Nurses: Keepers of healthcare's dirty little secrets?

In order to uncover what the healthcare industry wants to keep hidden, simply ask the tight-knit, hard-working professionals who experience the highs and lows of hands-on patient care every day--nurses.

That's the theory of author Alexandra Robbins, who in a recent Politico piece detailed some of the healthcare industry's glaring truths gleaned from interviews with countless nurses for her new book about the profession.

For example, nurses told Robbins about the five-star treatment certain celebrities and VIPs receive in hospitals around the country, often unbeknownst to rank-and-file patients who receive treatment at the same hospitals. Rich or influential patients often receive larger rooms, big-screen TVs, lush furnishings, better food and even separate floors, a practice one nurse told Robbins she and her colleagues "are disgusted by."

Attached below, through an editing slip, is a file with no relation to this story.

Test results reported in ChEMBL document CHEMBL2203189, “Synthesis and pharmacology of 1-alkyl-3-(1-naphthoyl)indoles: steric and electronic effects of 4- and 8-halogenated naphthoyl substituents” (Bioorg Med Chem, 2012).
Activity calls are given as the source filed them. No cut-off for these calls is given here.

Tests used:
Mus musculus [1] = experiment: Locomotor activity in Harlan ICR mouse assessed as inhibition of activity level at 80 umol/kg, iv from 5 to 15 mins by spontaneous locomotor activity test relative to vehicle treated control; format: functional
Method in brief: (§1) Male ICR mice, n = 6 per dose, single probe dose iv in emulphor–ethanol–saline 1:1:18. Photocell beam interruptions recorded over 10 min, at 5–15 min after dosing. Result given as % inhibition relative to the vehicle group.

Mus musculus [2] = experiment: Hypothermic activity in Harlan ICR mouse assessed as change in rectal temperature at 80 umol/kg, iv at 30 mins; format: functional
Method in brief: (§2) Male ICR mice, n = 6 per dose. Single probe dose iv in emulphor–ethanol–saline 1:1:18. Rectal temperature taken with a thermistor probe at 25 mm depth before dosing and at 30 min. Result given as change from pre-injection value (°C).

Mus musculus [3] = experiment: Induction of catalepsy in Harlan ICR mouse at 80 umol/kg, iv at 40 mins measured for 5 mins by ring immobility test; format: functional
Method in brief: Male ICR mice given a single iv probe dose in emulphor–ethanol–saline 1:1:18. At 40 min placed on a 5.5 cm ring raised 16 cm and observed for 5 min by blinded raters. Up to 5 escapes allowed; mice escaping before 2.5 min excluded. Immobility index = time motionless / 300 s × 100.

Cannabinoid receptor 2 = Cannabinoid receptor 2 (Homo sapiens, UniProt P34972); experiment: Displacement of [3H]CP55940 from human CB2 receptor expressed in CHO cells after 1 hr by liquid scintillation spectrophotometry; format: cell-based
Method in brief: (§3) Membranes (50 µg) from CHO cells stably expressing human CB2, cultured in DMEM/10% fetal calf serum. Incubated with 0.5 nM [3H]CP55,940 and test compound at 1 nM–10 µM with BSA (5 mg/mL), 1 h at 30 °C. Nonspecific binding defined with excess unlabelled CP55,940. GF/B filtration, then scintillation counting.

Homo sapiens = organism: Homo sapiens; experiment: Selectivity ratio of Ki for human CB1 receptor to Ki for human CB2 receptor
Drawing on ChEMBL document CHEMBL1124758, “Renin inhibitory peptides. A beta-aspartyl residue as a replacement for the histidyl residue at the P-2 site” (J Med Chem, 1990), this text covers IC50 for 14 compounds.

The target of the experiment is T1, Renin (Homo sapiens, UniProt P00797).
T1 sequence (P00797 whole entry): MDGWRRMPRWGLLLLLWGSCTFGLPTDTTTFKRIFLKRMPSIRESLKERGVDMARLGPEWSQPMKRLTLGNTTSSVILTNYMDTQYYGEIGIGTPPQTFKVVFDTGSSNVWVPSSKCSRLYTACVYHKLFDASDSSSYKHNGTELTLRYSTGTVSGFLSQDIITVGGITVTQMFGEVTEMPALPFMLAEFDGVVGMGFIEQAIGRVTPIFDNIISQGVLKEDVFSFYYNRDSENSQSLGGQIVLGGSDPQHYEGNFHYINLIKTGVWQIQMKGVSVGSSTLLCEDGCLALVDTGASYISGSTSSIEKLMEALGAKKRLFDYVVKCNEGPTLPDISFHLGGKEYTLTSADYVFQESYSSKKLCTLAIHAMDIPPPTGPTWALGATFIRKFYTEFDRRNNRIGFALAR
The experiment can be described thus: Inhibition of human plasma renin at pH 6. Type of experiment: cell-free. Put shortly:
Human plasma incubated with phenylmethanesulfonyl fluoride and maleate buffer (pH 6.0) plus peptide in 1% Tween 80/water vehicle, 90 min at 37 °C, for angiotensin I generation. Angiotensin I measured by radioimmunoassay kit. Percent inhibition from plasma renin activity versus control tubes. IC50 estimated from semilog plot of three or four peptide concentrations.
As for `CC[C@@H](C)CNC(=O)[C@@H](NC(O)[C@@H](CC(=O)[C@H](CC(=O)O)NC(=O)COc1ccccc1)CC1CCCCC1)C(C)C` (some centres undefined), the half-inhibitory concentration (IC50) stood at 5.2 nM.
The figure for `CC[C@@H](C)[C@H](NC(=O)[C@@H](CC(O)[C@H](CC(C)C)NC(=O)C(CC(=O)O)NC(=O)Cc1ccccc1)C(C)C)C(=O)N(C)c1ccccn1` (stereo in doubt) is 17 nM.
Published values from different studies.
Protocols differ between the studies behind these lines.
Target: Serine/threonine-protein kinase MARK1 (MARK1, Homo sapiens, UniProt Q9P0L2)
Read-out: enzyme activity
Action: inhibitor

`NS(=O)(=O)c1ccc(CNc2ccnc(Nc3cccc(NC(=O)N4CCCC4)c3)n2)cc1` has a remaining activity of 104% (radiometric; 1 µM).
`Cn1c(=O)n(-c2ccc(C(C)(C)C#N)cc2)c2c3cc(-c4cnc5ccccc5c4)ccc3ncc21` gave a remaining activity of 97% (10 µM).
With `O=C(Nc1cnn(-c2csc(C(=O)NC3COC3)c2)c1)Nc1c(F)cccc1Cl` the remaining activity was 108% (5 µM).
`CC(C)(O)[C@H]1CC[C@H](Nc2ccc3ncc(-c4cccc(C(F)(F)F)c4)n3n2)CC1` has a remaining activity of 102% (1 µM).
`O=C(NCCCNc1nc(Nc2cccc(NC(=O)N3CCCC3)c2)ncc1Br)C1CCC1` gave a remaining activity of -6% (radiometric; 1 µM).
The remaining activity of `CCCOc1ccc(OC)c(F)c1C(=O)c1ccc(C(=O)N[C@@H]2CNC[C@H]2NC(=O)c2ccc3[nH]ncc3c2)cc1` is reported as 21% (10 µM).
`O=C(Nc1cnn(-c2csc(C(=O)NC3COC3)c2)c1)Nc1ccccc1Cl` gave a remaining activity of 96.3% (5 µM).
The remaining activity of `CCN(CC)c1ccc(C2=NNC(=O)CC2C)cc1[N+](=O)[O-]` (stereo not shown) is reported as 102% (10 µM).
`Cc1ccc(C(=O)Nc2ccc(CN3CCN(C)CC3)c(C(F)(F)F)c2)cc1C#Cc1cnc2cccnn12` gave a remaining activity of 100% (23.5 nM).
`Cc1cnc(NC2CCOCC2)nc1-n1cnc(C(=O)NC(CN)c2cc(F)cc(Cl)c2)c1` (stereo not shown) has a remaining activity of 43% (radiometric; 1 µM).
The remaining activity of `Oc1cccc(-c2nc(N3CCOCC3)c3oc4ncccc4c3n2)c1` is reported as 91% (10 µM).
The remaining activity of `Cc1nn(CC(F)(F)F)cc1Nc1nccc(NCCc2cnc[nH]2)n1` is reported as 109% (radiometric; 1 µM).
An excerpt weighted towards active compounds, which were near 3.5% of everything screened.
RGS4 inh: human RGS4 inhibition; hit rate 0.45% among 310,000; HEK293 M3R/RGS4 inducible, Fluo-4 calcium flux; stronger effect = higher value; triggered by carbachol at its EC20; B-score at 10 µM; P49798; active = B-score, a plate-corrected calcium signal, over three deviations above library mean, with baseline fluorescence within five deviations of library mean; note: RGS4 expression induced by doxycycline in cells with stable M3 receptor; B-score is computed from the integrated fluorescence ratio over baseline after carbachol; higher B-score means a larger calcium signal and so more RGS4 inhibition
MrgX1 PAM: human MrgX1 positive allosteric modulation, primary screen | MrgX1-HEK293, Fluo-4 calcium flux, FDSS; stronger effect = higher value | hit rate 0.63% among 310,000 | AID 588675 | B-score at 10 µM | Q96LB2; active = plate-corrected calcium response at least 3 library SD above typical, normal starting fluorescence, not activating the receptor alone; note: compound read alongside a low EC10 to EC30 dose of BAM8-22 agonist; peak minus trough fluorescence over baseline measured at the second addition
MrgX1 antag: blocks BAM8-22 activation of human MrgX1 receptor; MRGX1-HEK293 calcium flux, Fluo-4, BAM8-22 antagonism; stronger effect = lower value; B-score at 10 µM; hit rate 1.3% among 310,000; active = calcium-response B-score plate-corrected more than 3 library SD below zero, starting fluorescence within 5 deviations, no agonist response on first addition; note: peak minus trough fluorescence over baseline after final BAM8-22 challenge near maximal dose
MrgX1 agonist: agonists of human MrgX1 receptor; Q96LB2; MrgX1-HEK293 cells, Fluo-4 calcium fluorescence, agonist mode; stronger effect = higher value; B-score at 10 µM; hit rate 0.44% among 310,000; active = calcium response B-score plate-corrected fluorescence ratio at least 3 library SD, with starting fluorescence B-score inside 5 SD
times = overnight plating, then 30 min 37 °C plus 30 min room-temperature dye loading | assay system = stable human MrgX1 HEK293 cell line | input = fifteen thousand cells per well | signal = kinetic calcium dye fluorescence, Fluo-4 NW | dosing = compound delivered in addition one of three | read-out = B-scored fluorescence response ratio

The practice is more than distasteful, though, as some nurses also indicated that resources allocated to VIP treatment can detract from the quality of other patients' care. In one case, a nurse said it was common at her hospital to move critical patients away from the nursing station to make way for VIP patients who actually required less observation.

Nurses are also well-acquainted with the healthcare industry's well-known "July Effect," which describes the uptick in medical errors associated with a new crop of medical residents every summer. And when newly minted doctors fumble, it is nurses who often have to correct errors and pick up the slack, according to the article.

Nurses themselves are not immune from questionable practices, however, as many told Robbins that hospital staffers commonly make bets about patients' conditions, injuries or even surgical outcomes. For example, nurses often can be found making small wagers to guess a patient's blood-alcohol level.

Along similar lines, many nurses describe widespread bullying and hazing among their peers, often carried out in accordance with time-honored hierarchies. The practice likely adversely affects patient care, and some experts suggest it may drive nurses away from the profession.

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